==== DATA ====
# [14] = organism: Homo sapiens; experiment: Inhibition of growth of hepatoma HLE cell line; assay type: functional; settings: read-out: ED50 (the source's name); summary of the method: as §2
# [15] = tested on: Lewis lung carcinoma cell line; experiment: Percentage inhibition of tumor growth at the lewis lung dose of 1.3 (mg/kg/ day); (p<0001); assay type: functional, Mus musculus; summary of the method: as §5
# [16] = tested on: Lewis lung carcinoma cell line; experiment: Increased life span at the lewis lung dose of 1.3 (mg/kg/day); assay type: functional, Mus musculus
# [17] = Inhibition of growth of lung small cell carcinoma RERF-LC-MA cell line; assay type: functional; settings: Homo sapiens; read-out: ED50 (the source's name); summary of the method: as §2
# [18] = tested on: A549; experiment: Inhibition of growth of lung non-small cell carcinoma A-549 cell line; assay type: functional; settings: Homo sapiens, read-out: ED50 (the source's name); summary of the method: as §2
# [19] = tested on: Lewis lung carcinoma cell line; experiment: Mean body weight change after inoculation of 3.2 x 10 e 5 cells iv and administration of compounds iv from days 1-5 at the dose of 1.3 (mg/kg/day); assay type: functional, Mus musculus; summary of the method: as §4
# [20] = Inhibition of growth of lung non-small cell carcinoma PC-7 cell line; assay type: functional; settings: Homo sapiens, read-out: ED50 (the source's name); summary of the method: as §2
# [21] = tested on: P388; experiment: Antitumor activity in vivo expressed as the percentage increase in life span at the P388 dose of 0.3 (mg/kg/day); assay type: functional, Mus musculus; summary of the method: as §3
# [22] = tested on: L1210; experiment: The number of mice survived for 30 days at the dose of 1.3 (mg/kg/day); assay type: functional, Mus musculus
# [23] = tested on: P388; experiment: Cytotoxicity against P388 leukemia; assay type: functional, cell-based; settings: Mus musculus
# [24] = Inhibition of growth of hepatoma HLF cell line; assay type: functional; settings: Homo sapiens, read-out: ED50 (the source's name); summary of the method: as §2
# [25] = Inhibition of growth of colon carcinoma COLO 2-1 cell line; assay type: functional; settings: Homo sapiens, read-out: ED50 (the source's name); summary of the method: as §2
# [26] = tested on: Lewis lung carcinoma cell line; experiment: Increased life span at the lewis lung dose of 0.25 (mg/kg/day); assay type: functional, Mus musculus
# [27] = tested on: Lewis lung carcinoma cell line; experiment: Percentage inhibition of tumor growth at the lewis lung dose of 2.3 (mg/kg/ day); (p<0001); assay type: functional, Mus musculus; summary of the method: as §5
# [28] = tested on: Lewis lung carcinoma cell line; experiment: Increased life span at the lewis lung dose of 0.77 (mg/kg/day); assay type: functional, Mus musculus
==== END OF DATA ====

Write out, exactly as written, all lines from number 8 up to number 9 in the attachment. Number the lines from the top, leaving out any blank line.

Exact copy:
# [21] = tested on: P388; experiment: Antitumor activity in vivo expressed as the percentage increase in life span at the P388 dose of 0.3 (mg/kg/day); assay type: functional, Mus musculus; summary of the method: as §3
# [22] = tested on: L1210; experiment: The number of mice survived for 30 days at the dose of 1.3 (mg/kg/day); assay type: functional, Mus musculus